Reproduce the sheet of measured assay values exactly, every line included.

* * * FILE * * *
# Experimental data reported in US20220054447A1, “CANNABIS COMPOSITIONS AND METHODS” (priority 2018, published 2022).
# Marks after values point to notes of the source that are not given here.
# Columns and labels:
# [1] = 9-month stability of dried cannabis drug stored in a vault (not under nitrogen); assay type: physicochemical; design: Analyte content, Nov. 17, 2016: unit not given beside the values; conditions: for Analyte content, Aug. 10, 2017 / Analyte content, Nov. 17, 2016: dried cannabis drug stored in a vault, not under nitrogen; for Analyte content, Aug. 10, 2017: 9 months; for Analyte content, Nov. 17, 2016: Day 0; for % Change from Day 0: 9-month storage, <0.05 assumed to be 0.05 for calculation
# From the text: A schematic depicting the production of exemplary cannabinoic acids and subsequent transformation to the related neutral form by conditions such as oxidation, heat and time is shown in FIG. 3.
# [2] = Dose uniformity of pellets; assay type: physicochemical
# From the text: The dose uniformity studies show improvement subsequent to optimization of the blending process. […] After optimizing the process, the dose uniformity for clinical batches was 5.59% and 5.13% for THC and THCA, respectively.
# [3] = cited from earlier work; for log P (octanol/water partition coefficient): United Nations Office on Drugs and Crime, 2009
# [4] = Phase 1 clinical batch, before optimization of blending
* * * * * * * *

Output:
# Experimental data reported in US20220054447A1, “CANNABIS COMPOSITIONS AND METHODS” (priority 2018, published 2022).
# Marks after values point to notes of the source that are not given here.
# Columns and labels:
# [1] = 9-month stability of dried cannabis drug stored in a vault (not under nitrogen); assay type: physicochemical; design: Analyte content, Nov. 17, 2016: unit not given beside the values; conditions: for Analyte content, Aug. 10, 2017 / Analyte content, Nov. 17, 2016: dried cannabis drug stored in a vault, not under nitrogen; for Analyte content, Aug. 10, 2017: 9 months; for Analyte content, Nov. 17, 2016: Day 0; for % Change from Day 0: 9-month storage, <0.05 assumed to be 0.05 for calculation
# From the text: A schematic depicting the production of exemplary cannabinoic acids and subsequent transformation to the related neutral form by conditions such as oxidation, heat and time is shown in FIG. 3.
# [2] = Dose uniformity of pellets; assay type: physicochemical
# From the text: The dose uniformity studies show improvement subsequent to optimization of the blending process. […] After optimizing the process, the dose uniformity for clinical batches was 5.59% and 5.13% for THC and THCA, respectively.
# [3] = cited from earlier work; for log P (octanol/water partition coefficient): United Nations Office on Drugs and Crime, 2009
# [4] = Phase 1 clinical batch, before optimization of blending